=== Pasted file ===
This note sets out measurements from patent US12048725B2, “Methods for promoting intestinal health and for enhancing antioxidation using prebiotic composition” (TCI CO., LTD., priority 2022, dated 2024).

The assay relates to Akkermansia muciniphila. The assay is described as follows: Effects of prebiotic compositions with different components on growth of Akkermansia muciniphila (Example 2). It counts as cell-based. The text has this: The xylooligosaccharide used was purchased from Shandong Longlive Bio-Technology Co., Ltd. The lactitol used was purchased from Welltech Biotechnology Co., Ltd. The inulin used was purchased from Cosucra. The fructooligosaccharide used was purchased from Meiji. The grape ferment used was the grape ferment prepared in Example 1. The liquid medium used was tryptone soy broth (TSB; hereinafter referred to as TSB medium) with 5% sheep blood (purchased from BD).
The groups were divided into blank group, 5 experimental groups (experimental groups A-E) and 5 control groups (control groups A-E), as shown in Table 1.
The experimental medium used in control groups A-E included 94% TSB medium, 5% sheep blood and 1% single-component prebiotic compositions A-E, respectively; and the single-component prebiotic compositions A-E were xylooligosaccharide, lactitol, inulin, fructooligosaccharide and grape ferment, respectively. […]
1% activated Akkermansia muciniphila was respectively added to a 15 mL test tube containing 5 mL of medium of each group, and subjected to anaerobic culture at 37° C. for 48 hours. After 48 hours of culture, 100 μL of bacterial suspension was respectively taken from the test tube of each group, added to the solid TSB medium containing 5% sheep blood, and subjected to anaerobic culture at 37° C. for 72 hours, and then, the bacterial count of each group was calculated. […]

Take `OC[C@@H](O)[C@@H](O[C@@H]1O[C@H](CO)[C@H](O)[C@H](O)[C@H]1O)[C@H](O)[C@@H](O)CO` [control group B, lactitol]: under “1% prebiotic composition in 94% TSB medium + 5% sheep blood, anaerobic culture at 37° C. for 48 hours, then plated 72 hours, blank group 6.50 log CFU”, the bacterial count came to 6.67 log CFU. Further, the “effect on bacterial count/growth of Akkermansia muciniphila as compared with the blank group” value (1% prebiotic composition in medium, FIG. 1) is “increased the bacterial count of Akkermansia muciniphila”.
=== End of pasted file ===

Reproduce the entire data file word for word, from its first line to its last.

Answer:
This note sets out measurements from patent US12048725B2, “Methods for promoting intestinal health and for enhancing antioxidation using prebiotic composition” (TCI CO., LTD., priority 2022, dated 2024).

The assay relates to Akkermansia muciniphila. The assay is described as follows: Effects of prebiotic compositions with different components on growth of Akkermansia muciniphila (Example 2). It counts as cell-based. The text has this: The xylooligosaccharide used was purchased from Shandong Longlive Bio-Technology Co., Ltd. The lactitol used was purchased from Welltech Biotechnology Co., Ltd. The inulin used was purchased from Cosucra. The fructooligosaccharide used was purchased from Meiji. The grape ferment used was the grape ferment prepared in Example 1. The liquid medium used was tryptone soy broth (TSB; hereinafter referred to as TSB medium) with 5% sheep blood (purchased from BD).
The groups were divided into blank group, 5 experimental groups (experimental groups A-E) and 5 control groups (control groups A-E), as shown in Table 1.
The experimental medium used in control groups A-E included 94% TSB medium, 5% sheep blood and 1% single-component prebiotic compositions A-E, respectively; and the single-component prebiotic compositions A-E were xylooligosaccharide, lactitol, inulin, fructooligosaccharide and grape ferment, respectively. […]
1% activated Akkermansia muciniphila was respectively added to a 15 mL test tube containing 5 mL of medium of each group, and subjected to anaerobic culture at 37° C. for 48 hours. After 48 hours of culture, 100 μL of bacterial suspension was respectively taken from the test tube of each group, added to the solid TSB medium containing 5% sheep blood, and subjected to anaerobic culture at 37° C. for 72 hours, and then, the bacterial count of each group was calculated. […]

Take `OC[C@@H](O)[C@@H](O[C@@H]1O[C@H](CO)[C@H](O)[C@H](O)[C@H]1O)[C@H](O)[C@@H](O)CO` [control group B, lactitol]: under “1% prebiotic composition in 94% TSB medium + 5% sheep blood, anaerobic culture at 37° C. for 48 hours, then plated 72 hours, blank group 6.50 log CFU”, the bacterial count came to 6.67 log CFU. Further, the “effect on bacterial count/growth of Akkermansia muciniphila as compared with the blank group” value (1% prebiotic composition in medium, FIG. 1) is “increased the bacterial count of Akkermansia muciniphila”.